The banking sector is one of the key drivers of the economy and the omens for this vital sector are currently not very good. While the Union Budget per se was not very encouraging, the banking sector has a lot of negatives that they have to overcome.
And even some measures like the permission of banks to act as insurance brokers will benefit other segments, rather than banks.
“A high borrowing programme could keep interest rates elevated – a key negative takeaway for the banking sector,” says analyst M. D. Mahesh of Kotak of the effects of the Union Budget on the Banking Sector in India. Thus, gross borrowing of Rs 6,290 billion implies that interest rates will remain elevated. “We believe that the RBI will look to cut rates by approximately 50 basis points (one basis point is one hundredth of a percentage point) during the rest of CY13,” opines Mahesh.
Revenue growth for the banking sector in India is likely to be testing since the general economic environment is challenging. Pressure points that the industry will have to face would be that loan growth is slowing and pressure on NIM (Net Interest Margins) is rising. NIM is the difference between the revenue that is generated from a bank’s assets and the expenses associated with paying out its liabilities.
Additionally, investment gains are subdued as interest rates are likely to come off slower than expected and there is an increase in the tax rate mainly through surcharge and clarity on certain benefits.
“Credit costs will be high, which implies earnings growth would be less than 10% over FY 2013-15,” estimates Mahesh.
The government announced a social thrust for the banking sector. The Budget extended the interest subvention scheme on short term crop loans to private sector banks. This was hitherto available only to PSU banks, cooperative banks and RRBs, which will bring such banks on parity and encourage them to lend in these segments. “However it remains to be seen whether they will actually lend, considering the risks of high NPA’s in such loans,” says Dinesh Thakkar Chairman & Managing Director, Angel Broking.
“These loans can be highly delinquent and private banks may not fully use this scheme,” says Mahesh.
Considering the capital constraints being faced by most of the PSU (Public Sector Undertaking) banks and the imminent implementation of stiffer Basel-III norms from April 1 2013, an infusion of Rs 14000 crore into PSU banks, was on expected lines. “This will be positive for PSU banks with low capital adequacy,” says Thakkar.
“Whilst this would help PSU banks comply with Basel-III norms in FY 14, PSU banks will need repeated doses of capital over the next few years to comply with progressively stringent Basel-III norms beyond FY 14,” say Krishnan A.S.V. of Ambit Capital.
There was some clarification upon an important lacunae upon the banking sector. The Union Budget clarified that a securitization trust (SPV or Special Purpose Vehicle) would be liable to pay tax before distributing income to investors, following recent litigations on this issue. Such income will not be taxed at the hands of the holder bank thereby ending the overhang of double-tax liability.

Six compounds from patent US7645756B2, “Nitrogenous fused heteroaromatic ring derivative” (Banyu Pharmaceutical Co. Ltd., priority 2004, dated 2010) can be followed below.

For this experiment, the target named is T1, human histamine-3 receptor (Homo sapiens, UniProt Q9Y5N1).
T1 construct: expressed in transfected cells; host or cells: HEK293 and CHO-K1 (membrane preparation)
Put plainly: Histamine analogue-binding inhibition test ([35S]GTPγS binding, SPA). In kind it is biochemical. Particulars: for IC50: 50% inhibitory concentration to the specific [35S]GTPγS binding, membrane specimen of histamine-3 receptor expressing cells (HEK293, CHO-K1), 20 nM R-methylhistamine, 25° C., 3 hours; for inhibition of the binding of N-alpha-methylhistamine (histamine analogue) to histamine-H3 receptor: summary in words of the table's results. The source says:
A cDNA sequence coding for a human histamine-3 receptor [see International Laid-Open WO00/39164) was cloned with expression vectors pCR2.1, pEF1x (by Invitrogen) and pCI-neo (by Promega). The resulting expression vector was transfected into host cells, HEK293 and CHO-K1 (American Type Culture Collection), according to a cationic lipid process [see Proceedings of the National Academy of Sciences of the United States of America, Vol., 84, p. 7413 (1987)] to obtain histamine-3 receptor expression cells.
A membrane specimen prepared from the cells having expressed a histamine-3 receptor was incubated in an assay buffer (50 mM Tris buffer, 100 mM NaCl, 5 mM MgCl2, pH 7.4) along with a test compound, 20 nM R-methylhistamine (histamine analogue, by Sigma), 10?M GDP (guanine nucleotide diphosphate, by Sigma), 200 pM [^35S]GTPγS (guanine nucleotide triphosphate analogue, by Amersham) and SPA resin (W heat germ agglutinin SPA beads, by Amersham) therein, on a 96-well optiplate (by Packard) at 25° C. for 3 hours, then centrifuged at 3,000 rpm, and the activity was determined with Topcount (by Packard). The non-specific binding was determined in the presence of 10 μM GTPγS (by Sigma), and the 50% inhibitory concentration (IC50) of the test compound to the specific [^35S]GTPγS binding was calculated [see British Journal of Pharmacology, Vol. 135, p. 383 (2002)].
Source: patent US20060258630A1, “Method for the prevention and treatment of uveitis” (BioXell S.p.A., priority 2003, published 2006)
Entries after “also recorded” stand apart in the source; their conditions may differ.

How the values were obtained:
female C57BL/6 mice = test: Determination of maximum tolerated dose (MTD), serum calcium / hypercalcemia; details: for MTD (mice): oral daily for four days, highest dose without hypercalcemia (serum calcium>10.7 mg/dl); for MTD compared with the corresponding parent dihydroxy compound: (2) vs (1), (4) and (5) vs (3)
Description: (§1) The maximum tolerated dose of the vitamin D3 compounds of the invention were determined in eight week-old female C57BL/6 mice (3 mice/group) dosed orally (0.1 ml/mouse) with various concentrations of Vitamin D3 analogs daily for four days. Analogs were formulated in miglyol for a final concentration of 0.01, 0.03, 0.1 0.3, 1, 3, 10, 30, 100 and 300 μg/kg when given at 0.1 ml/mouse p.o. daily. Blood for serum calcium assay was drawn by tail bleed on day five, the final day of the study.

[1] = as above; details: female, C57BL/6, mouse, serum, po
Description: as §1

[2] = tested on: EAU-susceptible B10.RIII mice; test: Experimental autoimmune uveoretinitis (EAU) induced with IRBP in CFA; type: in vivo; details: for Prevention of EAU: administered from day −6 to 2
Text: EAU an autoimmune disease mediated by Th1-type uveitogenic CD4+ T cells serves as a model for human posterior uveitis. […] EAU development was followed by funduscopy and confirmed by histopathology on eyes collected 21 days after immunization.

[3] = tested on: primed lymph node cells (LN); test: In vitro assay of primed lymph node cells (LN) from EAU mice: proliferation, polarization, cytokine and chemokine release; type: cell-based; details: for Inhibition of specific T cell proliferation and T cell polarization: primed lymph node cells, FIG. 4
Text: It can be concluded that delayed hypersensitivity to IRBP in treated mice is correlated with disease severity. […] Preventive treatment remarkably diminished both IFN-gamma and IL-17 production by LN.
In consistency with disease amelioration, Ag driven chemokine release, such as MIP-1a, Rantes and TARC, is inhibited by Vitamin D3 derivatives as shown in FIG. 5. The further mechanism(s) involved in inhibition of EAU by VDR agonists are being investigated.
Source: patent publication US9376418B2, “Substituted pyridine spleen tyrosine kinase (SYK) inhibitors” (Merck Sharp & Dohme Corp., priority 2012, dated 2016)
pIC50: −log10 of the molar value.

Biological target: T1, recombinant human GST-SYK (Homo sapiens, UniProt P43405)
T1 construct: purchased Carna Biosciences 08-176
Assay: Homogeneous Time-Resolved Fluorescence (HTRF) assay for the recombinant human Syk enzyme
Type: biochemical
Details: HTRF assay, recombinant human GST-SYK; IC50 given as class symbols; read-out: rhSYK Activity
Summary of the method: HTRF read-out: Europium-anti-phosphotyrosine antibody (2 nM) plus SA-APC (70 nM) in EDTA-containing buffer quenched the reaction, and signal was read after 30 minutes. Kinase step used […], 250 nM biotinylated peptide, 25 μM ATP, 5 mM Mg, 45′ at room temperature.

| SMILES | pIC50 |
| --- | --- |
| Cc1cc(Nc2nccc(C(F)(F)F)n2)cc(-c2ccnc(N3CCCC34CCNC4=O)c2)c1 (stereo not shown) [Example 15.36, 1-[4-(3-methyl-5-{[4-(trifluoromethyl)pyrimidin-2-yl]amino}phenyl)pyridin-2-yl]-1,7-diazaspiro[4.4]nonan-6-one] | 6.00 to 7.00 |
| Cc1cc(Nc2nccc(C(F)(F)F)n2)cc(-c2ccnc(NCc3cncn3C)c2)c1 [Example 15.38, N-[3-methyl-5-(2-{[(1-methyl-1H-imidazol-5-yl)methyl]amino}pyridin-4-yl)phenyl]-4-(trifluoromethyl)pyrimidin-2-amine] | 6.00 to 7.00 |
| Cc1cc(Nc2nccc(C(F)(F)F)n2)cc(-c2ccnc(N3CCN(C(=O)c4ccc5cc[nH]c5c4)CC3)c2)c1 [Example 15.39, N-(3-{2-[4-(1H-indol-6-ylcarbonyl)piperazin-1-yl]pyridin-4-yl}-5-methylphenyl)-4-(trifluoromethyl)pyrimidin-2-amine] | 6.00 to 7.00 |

The government also allowed some additional avenues for the banks which may not really prove to be so beneficial for the banking industry after all.
Banks have now been permitted to act as insurance brokers, which would slightly aid the fee income profile of banks. “But the bigger positive would be for the insurance companies, as they will be able to push their products through multiple banks, as against the current practice of a tie-up with one bank only,” says Thakkar.
Then too the real estate push is proving to be a damper. Tax relief on interest for loans such as on first home purchase appears to be driven by an intention to promote affordable housing. “However, given that various other factors such as property prices, overall economic environment and interest rates play a much larger role in influencing the demand for housing and hence housing loans, we do not see the additional tax deduction alone to materially impact demand for home loans in the near-term,” says Krishnan.
Lastly although Indians were renown for their saving habits – this virtue is now looking distinctly oversold. Nomura had recently said that India’s saving rate is set to plunge to a 10-year low of 27 per cent by end of this fiscal, and the government has done precious little to address this hiatus, a move that would have helped the banking sector. “There was an expectation, that the budget this time, will introduce measures to encourage savings into financial instruments, but the budget disappointed on these fronts,” ends Thakkar of Angel Broking.